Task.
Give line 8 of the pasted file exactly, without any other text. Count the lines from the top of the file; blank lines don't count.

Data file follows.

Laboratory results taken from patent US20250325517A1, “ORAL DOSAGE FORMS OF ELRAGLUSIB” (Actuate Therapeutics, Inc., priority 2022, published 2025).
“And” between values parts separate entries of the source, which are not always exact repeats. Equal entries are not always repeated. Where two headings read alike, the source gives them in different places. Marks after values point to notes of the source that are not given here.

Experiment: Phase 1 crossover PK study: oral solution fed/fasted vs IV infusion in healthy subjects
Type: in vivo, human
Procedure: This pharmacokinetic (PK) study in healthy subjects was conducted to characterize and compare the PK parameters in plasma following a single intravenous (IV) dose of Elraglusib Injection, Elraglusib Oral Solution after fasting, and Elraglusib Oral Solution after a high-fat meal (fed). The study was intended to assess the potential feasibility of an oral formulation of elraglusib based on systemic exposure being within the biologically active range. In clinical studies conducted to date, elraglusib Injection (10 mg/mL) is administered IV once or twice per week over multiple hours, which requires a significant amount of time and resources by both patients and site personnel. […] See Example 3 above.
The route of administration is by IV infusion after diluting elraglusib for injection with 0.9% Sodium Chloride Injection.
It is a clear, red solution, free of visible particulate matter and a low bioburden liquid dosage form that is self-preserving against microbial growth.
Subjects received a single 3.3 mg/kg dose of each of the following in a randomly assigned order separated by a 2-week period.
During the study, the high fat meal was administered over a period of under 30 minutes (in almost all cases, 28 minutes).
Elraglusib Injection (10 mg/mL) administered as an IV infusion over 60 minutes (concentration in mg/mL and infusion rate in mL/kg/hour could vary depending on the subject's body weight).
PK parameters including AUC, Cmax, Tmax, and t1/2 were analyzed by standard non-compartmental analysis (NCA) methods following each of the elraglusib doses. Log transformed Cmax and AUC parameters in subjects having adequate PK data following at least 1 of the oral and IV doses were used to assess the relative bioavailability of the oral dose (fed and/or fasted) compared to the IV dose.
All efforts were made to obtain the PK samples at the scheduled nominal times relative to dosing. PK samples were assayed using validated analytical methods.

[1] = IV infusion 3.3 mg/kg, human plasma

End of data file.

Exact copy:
Subjects received a single 3.3 mg/kg dose of each of the following in a randomly assigned order separated by a 2-week period.